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The Lincoln Institute of Land Policy is a think tank based in Cambridge, Massachusetts. The Lincoln Institute of Land Policy seeks to improve quality of life through the effective use, taxation, and stewardship of land. A nonprofit private operating foundation whose origins date to 1946, the Lincoln Institute researches and recommends creative approaches to land as a solution to economic, social, and environmental challenges. Through education, training, publications, and events, the organization integrates theory and practice to inform public policy decisions worldwide. With locations in Cambridge, Washington, Phoenix, and Beijing, the Lincoln Institute is organized in seven major areas: Planning and Urban Form, Valuation and Taxation, International and Institute-Wide Initiatives, Latin America and the Caribbean, People's Republic of China, the Babbitt Center for Land and Water Policy, and the Center for Community Investment.

Lincoln Institute of Land Policy
PresidentGeorge W. "Mac" McCarthy
BudgetRevenue: $32,393,553
Expenses: $20,846,995
(FYE July 2014)[1]
Address113 Brattle Street
Cambridge, MA 02138-3400

The organization is currently headed by George W. McCarthy, previously director of Metropolitan Opportunity at the Ford Foundation. In July 2014 he succeeded Gregory K. Ingram, an urban economist and former director of evaluation for the World Bank.



The Lincoln Institute publishes books and Policy Focus Reports that reflect original research and also document conference proceedings. The current publications catalog lists almost 100 titles, and nearly 1,000 working papers are available online for free downloading. The quarterly magazine Land Lines features articles on a range of land use and tax policy topics. The Lincoln Institute also produces documentary films in the Making Sense of Place series: “Phoenix: The Urban Desert,” “Cleveland: Confronting Decline in an American City,” and "Portland: Quest for the Livable City,"[2] and supported the documentary series Shifting Ground produced by David Baron and airing on National Public Radio.[3]


The Lincoln Institute of Land Policy was founded in 1974, supported by the Lincoln Foundation, which was established in 1946 by John C. Lincoln. He was a successful industrialist in Cleveland, Ohio, who among other things patented processes for arc welding and founded the Lincoln Electric Co. The Lincoln Institute and the Lincoln Foundation merged into a single private operating foundation in November 2006. One of the Lincoln Institute’s founding objectives has been to address the links between land policy and social and economic progress first explored by Henry George in his book Progress and Poverty (1879).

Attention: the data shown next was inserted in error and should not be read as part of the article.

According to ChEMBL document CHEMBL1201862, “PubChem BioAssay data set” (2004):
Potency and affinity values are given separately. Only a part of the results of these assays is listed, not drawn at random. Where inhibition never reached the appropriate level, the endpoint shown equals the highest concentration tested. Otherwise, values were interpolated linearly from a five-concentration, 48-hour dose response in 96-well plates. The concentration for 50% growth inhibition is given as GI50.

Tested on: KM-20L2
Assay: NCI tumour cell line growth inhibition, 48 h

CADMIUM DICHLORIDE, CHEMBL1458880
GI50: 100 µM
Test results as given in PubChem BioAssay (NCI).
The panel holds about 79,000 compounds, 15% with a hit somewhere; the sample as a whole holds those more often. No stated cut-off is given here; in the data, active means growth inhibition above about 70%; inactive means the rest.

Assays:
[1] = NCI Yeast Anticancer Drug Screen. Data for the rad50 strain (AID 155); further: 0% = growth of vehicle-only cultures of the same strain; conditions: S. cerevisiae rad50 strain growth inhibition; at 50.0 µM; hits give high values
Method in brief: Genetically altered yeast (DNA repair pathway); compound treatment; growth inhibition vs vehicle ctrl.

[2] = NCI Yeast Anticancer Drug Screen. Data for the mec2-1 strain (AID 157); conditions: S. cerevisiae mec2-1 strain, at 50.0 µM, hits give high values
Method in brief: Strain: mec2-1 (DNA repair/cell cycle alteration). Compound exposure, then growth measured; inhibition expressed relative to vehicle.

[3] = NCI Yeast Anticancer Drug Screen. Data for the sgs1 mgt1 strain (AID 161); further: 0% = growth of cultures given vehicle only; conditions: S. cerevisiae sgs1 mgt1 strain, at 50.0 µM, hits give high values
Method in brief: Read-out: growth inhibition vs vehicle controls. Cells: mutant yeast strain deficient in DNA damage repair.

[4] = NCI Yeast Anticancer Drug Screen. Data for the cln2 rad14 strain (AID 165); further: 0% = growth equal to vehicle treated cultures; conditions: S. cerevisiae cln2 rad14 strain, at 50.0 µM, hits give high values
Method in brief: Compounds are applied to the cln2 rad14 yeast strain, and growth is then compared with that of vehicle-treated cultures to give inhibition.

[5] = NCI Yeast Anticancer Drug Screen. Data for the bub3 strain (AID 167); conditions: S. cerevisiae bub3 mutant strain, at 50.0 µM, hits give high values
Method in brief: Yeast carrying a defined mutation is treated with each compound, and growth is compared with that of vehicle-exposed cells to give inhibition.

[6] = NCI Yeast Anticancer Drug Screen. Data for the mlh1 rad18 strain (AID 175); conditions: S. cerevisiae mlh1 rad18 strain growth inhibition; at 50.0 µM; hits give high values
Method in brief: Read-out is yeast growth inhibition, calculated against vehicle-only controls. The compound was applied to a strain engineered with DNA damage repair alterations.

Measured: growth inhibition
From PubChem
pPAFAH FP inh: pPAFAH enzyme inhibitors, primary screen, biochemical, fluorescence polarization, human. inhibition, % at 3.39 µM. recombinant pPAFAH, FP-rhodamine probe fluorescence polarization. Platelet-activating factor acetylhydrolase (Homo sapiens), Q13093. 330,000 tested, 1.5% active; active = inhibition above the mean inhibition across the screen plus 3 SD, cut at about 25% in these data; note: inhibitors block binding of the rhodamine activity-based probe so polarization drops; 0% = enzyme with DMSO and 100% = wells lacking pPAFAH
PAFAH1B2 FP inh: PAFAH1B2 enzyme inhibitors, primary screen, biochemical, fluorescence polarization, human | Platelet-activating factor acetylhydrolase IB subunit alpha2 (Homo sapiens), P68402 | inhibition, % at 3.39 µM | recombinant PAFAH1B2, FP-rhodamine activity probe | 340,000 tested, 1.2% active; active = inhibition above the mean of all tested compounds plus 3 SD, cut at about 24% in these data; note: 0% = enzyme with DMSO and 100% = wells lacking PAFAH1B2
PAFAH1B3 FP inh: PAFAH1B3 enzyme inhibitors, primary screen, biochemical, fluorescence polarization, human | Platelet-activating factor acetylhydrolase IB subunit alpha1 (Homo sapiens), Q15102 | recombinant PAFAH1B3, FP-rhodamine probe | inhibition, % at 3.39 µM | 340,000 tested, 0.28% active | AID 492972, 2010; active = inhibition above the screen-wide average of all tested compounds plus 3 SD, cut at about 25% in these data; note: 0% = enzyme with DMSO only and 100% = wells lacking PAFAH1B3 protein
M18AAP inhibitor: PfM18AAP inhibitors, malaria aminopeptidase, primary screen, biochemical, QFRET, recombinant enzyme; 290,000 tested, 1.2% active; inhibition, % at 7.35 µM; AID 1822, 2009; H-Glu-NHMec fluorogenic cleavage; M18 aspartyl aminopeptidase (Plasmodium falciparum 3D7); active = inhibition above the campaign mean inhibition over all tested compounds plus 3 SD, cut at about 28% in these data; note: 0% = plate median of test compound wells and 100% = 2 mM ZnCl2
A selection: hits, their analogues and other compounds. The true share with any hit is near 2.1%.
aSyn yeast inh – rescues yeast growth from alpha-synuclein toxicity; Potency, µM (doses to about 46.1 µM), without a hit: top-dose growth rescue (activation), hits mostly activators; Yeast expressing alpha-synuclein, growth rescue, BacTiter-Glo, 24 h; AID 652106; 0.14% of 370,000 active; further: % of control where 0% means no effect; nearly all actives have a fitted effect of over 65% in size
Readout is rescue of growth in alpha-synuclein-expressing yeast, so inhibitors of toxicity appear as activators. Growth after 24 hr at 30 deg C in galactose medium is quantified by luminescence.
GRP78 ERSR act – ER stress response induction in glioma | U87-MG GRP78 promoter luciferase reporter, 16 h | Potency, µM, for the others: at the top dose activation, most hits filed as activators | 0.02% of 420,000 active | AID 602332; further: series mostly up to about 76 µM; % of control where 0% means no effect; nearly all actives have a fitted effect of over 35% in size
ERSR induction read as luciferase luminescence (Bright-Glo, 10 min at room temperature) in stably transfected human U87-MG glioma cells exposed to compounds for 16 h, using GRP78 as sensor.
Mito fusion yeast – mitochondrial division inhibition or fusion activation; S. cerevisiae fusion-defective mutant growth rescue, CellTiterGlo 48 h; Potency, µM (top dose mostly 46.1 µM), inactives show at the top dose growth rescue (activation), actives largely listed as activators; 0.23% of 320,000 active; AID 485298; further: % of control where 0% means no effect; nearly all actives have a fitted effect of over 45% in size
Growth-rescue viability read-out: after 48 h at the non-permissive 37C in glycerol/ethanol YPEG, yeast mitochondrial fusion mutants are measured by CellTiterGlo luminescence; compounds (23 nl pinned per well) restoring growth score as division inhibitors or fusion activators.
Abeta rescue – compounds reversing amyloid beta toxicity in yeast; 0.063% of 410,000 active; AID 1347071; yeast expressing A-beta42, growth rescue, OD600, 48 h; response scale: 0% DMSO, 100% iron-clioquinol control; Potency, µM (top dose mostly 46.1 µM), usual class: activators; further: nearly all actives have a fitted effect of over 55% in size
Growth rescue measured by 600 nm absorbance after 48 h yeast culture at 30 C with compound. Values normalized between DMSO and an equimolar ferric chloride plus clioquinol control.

The Institute is organized in three departments, two programs, and two centers:

  • Planning and Urban Form
  • Valuation and Taxation
  • International and Institute-Wide Initiatives
  • Program on Latin America and the Caribbean
  • Program on the People's Republic of China
  • Babbitt Center for Land and Water Policy
  • Center for Community Investment

In December 2007, the Lincoln Institute and Peking University established the Center for Urban Development and Land Policy, located on the University’s Beijing campus. The center will play a continuing role in providing information and analysis in the current period of rapid urbanization in China.

Among the topics covered by the Lincoln Institute are land policy as it relates to property taxes, assessments, valuation, and tax limitation measures; local public finance; property rights; land conservation, climate change, and smart growth; the role of the university in urban environments; planning, land use regulation, and development incentives; and community development—including community land trusts, inclusionary zoning, and community benefit agreements.


The Institute works together with different international partners on projects, education and research.


  1. ^ "Lincoln Institute of Land Policy" (PDF). Foundation Center. Retrieved 25 April 2017.
  2. ^ "Publications". LILP. Retrieved 2016-12-11.
  3. ^
  4. ^ "Archived copy". Archived from the original on 2014-10-09. Retrieved 2014-10-06.CS1 maint: Archived copy as title (link)

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